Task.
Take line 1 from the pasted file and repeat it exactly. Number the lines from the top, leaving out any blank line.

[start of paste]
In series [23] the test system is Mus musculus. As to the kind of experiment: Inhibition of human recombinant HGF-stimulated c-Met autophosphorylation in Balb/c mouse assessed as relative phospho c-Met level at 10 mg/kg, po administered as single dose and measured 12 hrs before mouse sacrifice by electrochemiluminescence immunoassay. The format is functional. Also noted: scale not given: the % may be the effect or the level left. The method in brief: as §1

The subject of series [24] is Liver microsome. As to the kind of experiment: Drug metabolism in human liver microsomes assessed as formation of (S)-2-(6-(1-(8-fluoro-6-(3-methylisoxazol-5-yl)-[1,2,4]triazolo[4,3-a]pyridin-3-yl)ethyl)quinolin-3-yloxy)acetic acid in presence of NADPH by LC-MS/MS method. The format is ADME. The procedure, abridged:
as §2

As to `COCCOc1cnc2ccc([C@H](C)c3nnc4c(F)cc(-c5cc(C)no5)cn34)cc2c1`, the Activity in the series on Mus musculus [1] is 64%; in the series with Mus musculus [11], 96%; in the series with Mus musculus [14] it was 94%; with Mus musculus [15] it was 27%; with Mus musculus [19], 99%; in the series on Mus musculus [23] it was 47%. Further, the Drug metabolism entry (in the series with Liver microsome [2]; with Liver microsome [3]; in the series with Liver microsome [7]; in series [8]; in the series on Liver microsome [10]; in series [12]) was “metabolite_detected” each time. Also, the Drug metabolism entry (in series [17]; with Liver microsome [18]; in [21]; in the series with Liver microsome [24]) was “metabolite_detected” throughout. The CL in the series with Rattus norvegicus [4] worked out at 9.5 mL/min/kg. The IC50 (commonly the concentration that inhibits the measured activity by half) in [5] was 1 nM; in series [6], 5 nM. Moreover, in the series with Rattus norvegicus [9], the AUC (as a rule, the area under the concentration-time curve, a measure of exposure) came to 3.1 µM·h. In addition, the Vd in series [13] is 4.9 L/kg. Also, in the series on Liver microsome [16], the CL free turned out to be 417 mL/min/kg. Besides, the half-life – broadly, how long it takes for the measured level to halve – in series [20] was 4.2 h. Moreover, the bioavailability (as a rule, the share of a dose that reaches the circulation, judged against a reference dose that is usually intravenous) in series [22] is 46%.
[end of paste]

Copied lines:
In series [23] the test system is Mus musculus. As to the kind of experiment: Inhibition of human recombinant HGF-stimulated c-Met autophosphorylation in Balb/c mouse assessed as relative phospho c-Met level at 10 mg/kg, po administered as single dose and measured 12 hrs before mouse sacrifice by electrochemiluminescence immunoassay. The format is functional. Also noted: scale not given: the % may be the effect or the level left. The method in brief: as §1